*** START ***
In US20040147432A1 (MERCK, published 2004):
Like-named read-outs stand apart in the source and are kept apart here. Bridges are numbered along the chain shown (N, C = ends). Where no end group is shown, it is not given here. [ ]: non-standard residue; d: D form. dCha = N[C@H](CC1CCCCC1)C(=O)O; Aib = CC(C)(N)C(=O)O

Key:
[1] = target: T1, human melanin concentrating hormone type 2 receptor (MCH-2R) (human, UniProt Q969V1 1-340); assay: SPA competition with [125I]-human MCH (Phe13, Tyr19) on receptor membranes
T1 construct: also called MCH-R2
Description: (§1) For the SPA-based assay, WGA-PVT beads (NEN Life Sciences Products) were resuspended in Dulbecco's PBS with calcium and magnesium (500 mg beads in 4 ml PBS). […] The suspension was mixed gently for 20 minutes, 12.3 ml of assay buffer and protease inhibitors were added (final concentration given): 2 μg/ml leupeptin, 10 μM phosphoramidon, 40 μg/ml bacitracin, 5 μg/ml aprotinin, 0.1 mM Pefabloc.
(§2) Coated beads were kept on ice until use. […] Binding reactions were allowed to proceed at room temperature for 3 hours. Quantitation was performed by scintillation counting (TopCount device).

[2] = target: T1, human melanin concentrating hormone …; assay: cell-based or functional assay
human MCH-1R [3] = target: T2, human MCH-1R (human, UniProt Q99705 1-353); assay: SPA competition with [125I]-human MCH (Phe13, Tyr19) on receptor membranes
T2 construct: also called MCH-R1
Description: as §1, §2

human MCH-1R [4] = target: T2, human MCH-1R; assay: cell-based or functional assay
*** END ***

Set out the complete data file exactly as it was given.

In US20040147432A1 (MERCK, published 2004):
Like-named read-outs stand apart in the source and are kept apart here. Bridges are numbered along the chain shown (N, C = ends). Where no end group is shown, it is not given here. [ ]: non-standard residue; d: D form. dCha = N[C@H](CC1CCCCC1)C(=O)O; Aib = CC(C)(N)C(=O)O

Key:
[1] = target: T1, human melanin concentrating hormone type 2 receptor (MCH-2R) (human, UniProt Q969V1 1-340); assay: SPA competition with [125I]-human MCH (Phe13, Tyr19) on receptor membranes
T1 construct: also called MCH-R2
Description: (§1) For the SPA-based assay, WGA-PVT beads (NEN Life Sciences Products) were resuspended in Dulbecco's PBS with calcium and magnesium (500 mg beads in 4 ml PBS). […] The suspension was mixed gently for 20 minutes, 12.3 ml of assay buffer and protease inhibitors were added (final concentration given): 2 μg/ml leupeptin, 10 μM phosphoramidon, 40 μg/ml bacitracin, 5 μg/ml aprotinin, 0.1 mM Pefabloc.
(§2) Coated beads were kept on ice until use. […] Binding reactions were allowed to proceed at room temperature for 3 hours. Quantitation was performed by scintillation counting (TopCount device).

[2] = target: T1, human melanin concentrating hormone …; assay: cell-based or functional assay
human MCH-1R [3] = target: T2, human MCH-1R (human, UniProt Q99705 1-353); assay: SPA competition with [125I]-human MCH (Phe13, Tyr19) on receptor membranes
T2 construct: also called MCH-R1
Description: as §1, §2

human MCH-1R [4] = target: T2, human MCH-1R; assay: cell-based or functional assay